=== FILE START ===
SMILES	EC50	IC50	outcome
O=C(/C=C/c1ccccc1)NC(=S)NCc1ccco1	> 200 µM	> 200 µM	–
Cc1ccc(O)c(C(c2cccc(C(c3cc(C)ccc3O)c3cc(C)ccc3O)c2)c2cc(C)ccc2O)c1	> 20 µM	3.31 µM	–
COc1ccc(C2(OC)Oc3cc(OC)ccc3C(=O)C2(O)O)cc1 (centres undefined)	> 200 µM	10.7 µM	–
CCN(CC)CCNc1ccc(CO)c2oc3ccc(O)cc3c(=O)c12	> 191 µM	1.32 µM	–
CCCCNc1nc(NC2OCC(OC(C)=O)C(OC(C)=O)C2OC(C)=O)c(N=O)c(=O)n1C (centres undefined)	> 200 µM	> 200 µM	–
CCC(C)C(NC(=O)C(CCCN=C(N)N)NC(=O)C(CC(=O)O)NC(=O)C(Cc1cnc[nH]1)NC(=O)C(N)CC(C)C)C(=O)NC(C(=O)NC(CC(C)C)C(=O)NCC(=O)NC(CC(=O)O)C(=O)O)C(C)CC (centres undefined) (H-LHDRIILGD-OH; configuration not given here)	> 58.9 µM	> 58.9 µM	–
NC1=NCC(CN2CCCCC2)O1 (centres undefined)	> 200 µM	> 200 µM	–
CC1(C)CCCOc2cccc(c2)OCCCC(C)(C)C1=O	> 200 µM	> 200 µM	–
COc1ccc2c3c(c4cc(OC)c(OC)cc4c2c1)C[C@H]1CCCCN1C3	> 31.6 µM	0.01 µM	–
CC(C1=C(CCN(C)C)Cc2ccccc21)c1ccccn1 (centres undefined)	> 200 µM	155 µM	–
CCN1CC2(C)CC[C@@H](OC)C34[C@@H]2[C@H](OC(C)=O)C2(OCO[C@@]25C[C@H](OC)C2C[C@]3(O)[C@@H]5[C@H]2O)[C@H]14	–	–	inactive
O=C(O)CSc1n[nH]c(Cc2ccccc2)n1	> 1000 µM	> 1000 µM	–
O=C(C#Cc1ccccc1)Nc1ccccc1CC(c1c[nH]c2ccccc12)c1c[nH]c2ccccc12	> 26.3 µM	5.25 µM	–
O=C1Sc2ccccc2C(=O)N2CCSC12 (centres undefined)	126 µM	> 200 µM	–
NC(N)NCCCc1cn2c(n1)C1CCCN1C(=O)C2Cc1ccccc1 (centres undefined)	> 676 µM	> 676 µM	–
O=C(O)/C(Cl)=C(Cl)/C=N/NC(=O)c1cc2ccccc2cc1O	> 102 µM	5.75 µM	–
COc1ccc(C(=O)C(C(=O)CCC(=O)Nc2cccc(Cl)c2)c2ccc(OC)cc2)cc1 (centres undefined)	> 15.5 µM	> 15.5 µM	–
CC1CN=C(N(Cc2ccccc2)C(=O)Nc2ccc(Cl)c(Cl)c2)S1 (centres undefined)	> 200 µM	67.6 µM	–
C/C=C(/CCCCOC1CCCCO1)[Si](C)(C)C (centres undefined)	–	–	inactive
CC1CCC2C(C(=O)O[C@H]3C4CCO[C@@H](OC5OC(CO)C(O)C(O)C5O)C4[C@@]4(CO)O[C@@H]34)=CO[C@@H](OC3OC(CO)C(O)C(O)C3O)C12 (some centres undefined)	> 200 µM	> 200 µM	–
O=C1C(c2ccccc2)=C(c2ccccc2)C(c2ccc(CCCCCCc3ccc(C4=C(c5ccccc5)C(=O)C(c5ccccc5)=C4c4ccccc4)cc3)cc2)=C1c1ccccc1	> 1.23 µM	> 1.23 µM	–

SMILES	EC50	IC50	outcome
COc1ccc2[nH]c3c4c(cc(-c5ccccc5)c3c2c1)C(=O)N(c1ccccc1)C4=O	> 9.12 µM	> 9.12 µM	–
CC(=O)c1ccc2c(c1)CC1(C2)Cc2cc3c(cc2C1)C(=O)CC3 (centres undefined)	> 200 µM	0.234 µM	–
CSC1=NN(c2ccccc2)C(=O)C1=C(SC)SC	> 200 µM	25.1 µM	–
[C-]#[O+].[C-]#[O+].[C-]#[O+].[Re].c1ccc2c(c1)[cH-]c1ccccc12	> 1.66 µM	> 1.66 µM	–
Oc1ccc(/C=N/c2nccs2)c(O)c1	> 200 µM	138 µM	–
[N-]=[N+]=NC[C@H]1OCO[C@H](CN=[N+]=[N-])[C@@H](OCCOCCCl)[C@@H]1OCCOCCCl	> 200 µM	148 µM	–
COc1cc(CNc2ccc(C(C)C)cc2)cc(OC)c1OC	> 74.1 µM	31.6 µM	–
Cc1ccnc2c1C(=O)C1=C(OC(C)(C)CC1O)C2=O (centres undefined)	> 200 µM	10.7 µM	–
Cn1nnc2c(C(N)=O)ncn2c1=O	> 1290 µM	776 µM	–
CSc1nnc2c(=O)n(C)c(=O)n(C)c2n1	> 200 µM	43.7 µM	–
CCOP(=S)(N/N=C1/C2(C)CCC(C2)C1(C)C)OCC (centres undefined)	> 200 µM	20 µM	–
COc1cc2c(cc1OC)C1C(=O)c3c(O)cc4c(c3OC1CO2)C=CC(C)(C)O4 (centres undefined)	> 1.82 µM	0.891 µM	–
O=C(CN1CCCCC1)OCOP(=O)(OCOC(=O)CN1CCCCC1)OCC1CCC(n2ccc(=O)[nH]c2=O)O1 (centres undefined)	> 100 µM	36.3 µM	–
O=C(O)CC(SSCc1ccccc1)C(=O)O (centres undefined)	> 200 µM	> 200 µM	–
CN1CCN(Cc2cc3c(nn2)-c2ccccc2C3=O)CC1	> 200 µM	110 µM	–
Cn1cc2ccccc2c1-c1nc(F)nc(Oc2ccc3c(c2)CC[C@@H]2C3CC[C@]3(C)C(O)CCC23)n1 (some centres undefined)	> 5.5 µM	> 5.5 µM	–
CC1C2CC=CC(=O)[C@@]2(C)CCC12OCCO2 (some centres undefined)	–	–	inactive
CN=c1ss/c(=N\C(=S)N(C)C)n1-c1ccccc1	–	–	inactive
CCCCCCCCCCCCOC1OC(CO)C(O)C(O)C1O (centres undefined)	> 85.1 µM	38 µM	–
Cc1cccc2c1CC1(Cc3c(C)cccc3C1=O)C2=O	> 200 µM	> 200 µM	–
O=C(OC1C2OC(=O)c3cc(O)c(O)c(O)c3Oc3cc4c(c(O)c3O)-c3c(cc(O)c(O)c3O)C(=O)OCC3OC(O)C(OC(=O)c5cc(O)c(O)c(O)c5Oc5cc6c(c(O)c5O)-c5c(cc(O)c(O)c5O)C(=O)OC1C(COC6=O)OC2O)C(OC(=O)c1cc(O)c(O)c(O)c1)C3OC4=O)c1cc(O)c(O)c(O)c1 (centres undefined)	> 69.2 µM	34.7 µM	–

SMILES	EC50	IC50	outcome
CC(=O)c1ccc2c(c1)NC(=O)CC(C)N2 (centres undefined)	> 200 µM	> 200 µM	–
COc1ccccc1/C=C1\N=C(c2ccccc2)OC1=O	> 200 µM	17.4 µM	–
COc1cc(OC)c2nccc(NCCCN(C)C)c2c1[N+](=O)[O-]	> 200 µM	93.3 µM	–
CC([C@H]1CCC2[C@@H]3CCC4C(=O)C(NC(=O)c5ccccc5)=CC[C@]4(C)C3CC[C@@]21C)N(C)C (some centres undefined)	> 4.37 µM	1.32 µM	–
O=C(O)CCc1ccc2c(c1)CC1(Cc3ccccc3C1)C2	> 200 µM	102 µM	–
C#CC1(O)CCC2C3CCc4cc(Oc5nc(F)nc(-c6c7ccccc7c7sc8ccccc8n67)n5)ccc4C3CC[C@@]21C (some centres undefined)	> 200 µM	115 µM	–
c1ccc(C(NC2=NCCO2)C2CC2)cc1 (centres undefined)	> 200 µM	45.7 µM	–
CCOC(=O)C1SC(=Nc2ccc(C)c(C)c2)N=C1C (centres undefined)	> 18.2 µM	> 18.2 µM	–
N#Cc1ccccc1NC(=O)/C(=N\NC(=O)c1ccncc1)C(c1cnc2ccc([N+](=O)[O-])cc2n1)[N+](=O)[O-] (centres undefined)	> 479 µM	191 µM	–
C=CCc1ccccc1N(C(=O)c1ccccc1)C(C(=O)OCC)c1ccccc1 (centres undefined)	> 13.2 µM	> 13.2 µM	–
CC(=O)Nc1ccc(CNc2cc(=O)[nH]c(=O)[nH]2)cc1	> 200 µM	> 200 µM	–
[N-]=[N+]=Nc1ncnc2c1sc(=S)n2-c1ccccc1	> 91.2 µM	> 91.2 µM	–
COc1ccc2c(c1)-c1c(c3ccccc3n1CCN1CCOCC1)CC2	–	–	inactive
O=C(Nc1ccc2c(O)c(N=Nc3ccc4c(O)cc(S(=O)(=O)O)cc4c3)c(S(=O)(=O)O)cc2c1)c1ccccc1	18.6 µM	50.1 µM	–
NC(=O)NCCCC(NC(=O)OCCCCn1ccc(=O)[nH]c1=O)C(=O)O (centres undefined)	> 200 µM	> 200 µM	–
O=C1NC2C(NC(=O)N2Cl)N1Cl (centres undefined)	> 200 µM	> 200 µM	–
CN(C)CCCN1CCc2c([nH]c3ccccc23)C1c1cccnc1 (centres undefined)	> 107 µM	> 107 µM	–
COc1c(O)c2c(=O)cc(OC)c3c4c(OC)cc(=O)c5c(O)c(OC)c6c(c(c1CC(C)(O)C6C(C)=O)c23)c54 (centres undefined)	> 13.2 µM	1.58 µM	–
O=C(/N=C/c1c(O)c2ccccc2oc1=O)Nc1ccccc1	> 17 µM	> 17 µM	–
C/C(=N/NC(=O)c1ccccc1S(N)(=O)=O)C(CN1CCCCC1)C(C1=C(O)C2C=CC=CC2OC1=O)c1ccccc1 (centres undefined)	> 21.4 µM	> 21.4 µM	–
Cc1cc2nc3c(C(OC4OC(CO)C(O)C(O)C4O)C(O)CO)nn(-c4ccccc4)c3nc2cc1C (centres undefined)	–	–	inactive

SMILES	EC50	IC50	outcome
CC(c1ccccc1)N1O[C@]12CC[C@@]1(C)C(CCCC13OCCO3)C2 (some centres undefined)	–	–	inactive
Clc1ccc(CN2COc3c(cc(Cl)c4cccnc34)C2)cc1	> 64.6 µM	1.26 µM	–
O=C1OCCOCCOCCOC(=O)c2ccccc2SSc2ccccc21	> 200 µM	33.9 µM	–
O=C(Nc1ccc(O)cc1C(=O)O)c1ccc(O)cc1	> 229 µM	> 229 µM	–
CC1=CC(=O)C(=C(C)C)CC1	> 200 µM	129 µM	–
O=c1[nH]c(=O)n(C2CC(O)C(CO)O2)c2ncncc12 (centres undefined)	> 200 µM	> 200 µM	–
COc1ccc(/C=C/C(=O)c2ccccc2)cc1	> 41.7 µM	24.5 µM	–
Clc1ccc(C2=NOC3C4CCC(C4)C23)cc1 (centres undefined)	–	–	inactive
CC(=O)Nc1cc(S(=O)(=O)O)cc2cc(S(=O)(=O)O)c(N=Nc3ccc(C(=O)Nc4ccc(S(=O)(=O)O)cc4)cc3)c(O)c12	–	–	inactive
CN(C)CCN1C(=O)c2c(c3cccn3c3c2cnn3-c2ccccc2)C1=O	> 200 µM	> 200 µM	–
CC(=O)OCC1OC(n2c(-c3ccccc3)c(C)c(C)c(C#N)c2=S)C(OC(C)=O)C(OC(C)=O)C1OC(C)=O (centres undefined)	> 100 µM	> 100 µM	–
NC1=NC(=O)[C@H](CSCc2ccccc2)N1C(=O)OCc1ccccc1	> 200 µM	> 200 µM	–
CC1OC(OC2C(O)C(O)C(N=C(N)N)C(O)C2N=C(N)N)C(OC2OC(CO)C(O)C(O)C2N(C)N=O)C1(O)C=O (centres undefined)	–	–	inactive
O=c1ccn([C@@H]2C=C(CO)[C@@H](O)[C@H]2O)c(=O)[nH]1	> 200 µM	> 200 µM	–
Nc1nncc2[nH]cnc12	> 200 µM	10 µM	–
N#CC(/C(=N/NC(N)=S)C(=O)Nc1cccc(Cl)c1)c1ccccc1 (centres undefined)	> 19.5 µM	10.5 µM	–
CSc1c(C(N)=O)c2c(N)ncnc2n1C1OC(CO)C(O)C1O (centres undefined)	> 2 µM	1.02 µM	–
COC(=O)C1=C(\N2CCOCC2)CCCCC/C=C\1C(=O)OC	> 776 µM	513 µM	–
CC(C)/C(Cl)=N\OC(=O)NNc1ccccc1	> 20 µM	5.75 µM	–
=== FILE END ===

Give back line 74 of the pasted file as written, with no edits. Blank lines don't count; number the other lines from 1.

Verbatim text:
COc1ccc(/C=C/C(=O)c2ccccc2)cc1	> 41.7 µM	24.5 µM	–